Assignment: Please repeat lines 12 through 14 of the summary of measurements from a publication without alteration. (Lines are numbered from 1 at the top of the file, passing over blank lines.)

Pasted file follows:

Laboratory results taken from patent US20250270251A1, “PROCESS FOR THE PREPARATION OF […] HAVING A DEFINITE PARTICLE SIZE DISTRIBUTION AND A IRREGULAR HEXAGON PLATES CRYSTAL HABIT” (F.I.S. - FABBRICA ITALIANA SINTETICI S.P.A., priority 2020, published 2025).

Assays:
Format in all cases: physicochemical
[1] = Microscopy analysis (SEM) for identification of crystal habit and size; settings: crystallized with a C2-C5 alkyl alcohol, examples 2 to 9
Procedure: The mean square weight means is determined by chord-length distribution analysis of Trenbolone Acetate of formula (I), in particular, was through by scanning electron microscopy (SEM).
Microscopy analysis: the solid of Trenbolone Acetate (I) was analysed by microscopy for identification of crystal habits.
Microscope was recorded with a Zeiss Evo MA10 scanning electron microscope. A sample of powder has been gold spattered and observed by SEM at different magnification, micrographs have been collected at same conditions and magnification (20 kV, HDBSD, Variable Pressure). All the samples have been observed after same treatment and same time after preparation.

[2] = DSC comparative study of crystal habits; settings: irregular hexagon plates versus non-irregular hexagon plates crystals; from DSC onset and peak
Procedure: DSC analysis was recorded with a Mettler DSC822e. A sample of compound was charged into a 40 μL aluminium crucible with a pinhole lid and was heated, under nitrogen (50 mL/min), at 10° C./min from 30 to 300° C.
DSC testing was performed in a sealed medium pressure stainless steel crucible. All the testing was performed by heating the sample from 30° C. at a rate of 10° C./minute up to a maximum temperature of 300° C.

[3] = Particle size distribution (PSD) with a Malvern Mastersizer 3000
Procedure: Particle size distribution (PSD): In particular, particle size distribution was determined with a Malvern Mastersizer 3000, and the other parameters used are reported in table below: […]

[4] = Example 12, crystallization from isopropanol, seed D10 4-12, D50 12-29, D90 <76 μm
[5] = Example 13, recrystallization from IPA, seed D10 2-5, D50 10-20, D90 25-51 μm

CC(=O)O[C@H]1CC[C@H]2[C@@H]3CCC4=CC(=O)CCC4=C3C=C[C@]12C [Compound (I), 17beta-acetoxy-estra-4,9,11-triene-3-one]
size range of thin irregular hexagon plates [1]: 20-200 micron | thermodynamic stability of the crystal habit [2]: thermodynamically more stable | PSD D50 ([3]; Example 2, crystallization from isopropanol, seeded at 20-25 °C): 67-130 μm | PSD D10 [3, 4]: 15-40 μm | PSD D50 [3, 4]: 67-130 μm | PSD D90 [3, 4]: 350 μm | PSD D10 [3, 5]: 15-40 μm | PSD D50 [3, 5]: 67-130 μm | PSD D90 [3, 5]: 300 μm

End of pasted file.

Procedure: Particle size distribution (PSD): In particular, particle size distribution was determined with a Malvern Mastersizer 3000, and the other parameters used are reported in table below: […]

[4] = Example 12, crystallization from isopropanol, seed D10 4-12, D50 12-29, D90 <76 μm
[5] = Example 13, recrystallization from IPA, seed D10 2-5, D50 10-20, D90 25-51 μm